Adoption is often an exciting endeavor for families, yet there are many risk factors to consider beforehand. Most adopted children have experienced trauma and may have difficulties with bonding and attachment and/or problems with behavior and emotions. It’s a fact. As an adoptive parent, are you prepared to handle such challenges long-term? Are you willing to go above and beyond BEFORE the adoption to educate yourself on issues of race and culture if your adopted child is of a different race and ethnicity? How will you handle rejection, bonding and attachment difficulties, caring for a child with a physical and/or psychological disability? What tools and strategies will you equip yourself with  to help your adopted child face racism and discrimination, and how will you as a family respond? What opportunities will you seek to help your adopted child stay connected to his or her birth culture, and how will you respond to your adopted child’s curiosity about his or her birth family? How will you foster open communication with your child so that he or she feels comfortable approaching you about such issues? Most adoptive parents I talk with are unprepared for the task of raising a child adopted internationally, or taken by surprise by some of the challenges they’ve experienced, and some parents I’ve spoken to who have adopted children through CPS express similar sentiments. Parenting in and of itself is obviously a difficult task, but parenting an adopted child has special challenges. Proactive is always better than reactive.

November is National Adoption Month. Adoption provides permanency, love and stability for children who have been orphaned, relinquished or abused. But, what is disturbing is the naivete surrounding adoption and the lack of substantial support for adoptive parents post-adoption, at least for those families who have adopted children internationally. I’m happy that stricter policies have been put into place for inter-country adoption to ensure ethical practices by adoption agencies. But so much more could and should be done to educate adoptive families pre-adoption and support families post-adoption. It is my hope that positive changes will continue to be made legislatively for international adoption and that adoptive parents will proactively seek education and support both pre- and post- adoption.

an interview with author, mridula koshy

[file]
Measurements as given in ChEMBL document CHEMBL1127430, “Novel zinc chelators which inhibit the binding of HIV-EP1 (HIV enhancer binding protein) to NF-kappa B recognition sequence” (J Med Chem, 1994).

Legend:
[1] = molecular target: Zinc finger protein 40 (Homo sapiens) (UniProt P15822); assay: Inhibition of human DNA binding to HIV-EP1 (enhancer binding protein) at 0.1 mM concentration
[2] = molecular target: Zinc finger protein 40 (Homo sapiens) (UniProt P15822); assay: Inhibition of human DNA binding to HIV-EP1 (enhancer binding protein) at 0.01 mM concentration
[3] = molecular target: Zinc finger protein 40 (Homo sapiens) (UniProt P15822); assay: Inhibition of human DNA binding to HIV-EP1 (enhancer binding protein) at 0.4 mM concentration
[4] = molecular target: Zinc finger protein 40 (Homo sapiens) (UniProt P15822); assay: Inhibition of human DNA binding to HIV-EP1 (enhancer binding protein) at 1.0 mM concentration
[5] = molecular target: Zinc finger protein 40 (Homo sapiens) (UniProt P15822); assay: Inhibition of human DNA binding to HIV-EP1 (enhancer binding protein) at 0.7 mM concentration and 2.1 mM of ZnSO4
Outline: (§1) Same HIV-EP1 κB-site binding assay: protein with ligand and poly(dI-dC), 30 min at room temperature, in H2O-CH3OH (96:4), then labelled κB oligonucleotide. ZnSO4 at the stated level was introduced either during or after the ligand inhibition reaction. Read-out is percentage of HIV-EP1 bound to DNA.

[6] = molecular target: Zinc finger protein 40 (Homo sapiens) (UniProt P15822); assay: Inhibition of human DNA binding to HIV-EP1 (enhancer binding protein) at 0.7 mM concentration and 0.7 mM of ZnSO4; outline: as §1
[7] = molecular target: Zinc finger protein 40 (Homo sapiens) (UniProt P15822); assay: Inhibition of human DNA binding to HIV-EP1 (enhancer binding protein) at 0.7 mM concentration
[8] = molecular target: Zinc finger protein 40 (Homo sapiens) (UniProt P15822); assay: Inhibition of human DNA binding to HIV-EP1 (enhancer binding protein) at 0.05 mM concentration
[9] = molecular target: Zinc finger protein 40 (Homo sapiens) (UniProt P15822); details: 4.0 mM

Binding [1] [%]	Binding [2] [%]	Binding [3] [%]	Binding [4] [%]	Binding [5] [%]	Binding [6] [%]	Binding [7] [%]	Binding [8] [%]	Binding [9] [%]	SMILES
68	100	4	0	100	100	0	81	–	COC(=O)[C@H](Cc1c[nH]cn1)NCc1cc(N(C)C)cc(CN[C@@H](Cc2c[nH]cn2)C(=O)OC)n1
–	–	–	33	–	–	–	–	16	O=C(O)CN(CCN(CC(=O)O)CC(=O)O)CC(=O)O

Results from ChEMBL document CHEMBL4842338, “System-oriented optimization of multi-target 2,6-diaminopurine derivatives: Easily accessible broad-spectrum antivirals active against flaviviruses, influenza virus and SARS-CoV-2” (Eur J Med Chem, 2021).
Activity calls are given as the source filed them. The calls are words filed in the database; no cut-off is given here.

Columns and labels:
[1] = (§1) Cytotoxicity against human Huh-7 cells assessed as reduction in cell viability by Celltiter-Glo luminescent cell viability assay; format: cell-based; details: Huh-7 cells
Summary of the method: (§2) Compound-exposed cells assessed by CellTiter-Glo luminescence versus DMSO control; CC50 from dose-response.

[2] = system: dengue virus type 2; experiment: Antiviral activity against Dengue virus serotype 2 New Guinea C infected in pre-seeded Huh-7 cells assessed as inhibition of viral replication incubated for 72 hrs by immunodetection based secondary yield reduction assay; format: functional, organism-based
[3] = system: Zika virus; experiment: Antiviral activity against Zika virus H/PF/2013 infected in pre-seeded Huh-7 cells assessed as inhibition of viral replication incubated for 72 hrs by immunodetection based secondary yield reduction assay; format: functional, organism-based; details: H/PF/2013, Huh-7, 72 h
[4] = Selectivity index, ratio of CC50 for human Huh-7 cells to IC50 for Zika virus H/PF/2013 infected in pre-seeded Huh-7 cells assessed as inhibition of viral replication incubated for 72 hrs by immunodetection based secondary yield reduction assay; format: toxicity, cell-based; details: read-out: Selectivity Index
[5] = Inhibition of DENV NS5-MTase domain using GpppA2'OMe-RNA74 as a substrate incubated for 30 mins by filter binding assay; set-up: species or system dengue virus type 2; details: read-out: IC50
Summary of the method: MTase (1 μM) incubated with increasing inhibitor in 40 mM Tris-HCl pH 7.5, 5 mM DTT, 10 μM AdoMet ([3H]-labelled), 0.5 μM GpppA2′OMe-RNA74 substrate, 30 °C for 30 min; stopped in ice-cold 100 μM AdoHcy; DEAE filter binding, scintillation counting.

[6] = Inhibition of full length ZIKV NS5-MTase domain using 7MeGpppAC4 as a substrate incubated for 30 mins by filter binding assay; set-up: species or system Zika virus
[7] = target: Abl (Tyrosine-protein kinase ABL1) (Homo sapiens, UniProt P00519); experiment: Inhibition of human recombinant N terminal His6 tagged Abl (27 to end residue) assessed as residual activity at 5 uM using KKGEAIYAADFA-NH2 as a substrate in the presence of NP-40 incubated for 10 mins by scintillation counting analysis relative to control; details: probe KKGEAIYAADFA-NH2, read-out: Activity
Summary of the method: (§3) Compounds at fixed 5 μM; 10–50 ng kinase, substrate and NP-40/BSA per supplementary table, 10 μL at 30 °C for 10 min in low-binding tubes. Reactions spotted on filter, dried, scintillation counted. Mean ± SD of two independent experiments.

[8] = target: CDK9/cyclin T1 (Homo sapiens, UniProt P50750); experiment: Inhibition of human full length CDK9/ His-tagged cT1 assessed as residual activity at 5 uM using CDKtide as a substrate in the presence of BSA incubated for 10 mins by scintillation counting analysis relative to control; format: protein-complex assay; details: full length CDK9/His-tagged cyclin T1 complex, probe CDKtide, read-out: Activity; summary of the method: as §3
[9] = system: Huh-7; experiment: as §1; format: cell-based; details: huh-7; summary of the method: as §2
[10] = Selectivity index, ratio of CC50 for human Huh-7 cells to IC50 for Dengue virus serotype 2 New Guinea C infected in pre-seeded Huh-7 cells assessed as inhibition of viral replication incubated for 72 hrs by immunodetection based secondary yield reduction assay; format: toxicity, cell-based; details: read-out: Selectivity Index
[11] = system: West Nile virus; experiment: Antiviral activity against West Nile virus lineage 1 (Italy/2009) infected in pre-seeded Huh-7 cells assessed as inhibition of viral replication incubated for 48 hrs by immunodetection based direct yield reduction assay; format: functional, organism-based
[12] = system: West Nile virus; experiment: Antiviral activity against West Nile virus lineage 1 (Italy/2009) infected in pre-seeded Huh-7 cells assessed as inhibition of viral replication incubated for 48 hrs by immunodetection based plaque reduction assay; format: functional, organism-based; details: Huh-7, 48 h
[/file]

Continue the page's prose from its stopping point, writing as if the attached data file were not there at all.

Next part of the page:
koshy authorIn my last post, I reviewed Mridula Koshy’s debut novel, Not Only the Things That Have Happened. I was so intrigued with the book that I asked Mridula if she would be open to an interview, and she graciously said yes. I hope that you will read the interview below in its entirety. Mridula shares not only her thoughts on the book, but on important social issues  especially as they pertain to women (including video footage). I would like to thank Mridula for taking time out for the interview. 

Could you tell us a little about yourself and what led you to writing?

I grew up hearing I would become a writer. This was presented as an inevitable future for a talker like me. What scared me was the other connection drawn – to my aunt, Mary John Thottam, a well-known poet in Kerala, India.  I was frightened by this idea of writing as a family trait surfacing in the same way a pudgy nose might every generation or so. What if my parents were mistaken and I wasn’t nearly smart enough to be a writer.

At thirty-five, it was no longer an option to turn my back on something that felt like my re-entry ticket to home. Back in Delhi after a twenty year stay in the US, this talker no longer knew anyone in a town so intensely alive with talk that ‘belonging’ depended on gaining entry into the conversation. I was home with my youngest child, my dear daughter who had just turned three a year after joining the family. It was too soon to enroll her in school and to seek full time work outside the home. I began writing as a way to enter the conversation and found to my relief that writing is no more dependent on inherited genius than it is on inspiration. Paper, pencil and disciplined engagement is all it takes.